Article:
Where Are We Headed?
This weekly is on the early side and I am wary of what Friday brings, especially as the debt ceiling saga gives rise to further bond market volatility.
It has been a torrid week in the world of Cryptocurrencies. Over the past seven days, we have seen prices fall between -17% (Cardano) to -53% (ICP). So, what was the catalyst?
One thought is China announcing it is banning financial and payment institutions from providing cryptocurrency services and warning investors against speculative trading*. However, this is not something new with China forewarning about this some time ago.
It doesn’t stop there either. The Biden Administration announced proposals for transfers of at least $10,000 of digital FX to be reported to the IRS**. The Treasury also wants crypto activity to be monitored.
Prior to this, we saw how Elon Musk is muddying the waters, and after saying he would accept Bitcoin as payment for Tesla, he then did a U-turn suddenly citing the environmental toll of Bitcoin mining as a reason. Technical factors have also been given for Bitcoin’s recent volatility, particularly around its 200d moving average.
Overall, we have seen strong economic data this week on the manufacturing and activity fronts. Two points are worth noting: (1) activity did not fall as much as analysts had expected over the last couple of months despite lockdowns and (2) services is picking up very strongly boosted by really strong demand. So, perhaps unsurprisingly inflation pressures are mounting.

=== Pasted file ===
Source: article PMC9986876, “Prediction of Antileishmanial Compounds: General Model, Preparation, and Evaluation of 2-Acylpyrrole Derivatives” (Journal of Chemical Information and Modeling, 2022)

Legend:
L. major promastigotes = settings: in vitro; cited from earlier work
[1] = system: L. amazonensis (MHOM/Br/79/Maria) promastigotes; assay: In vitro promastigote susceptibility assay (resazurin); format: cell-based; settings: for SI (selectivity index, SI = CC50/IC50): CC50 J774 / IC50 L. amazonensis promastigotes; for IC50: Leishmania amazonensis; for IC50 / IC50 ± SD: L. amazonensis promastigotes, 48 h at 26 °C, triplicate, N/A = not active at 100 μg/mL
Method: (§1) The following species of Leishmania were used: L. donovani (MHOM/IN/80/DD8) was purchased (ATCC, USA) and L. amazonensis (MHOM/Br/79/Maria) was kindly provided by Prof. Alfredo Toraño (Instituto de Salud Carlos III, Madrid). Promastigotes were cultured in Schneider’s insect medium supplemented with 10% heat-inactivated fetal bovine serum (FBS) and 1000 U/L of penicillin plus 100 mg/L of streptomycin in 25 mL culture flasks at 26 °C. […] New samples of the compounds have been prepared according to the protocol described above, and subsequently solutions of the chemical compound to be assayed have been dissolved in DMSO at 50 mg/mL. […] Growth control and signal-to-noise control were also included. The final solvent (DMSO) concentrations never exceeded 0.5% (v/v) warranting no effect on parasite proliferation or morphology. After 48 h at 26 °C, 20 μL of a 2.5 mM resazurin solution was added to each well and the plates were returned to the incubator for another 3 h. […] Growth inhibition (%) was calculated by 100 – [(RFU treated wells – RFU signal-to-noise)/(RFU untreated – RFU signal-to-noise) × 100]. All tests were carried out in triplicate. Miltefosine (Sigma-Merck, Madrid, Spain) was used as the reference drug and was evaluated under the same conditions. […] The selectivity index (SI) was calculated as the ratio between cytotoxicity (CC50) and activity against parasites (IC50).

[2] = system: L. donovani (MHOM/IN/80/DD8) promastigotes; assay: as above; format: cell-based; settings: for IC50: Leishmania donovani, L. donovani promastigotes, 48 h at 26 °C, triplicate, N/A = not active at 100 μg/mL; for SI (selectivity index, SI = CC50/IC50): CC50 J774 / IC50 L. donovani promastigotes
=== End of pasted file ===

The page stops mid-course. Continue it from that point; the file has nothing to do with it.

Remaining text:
In the latest round of international tax talks, the Biden team proposed a global minimum corporate tax rate of at least 15%***, much lower than the 21% first mentioned and much closer to the 12.5% discussed at the OECD
*** Source 3
Industrial production growth in China slowed to 9.8% y/y (March: 14.1%); whilst Fixed Asset Investment growth slowed to 19.9% YTD y/y (March: 25.6%); and Retail Sales growth slowed to 17.7% y/y (March: 34.2%). Of course, March was a strong month given China went into lockdown ahead of others. April suggests things are still on track.
From the 1st June, foreigners in the UAE will no longer need an Emirati shareholder or agent and can therefore be 100% foreign-owned.
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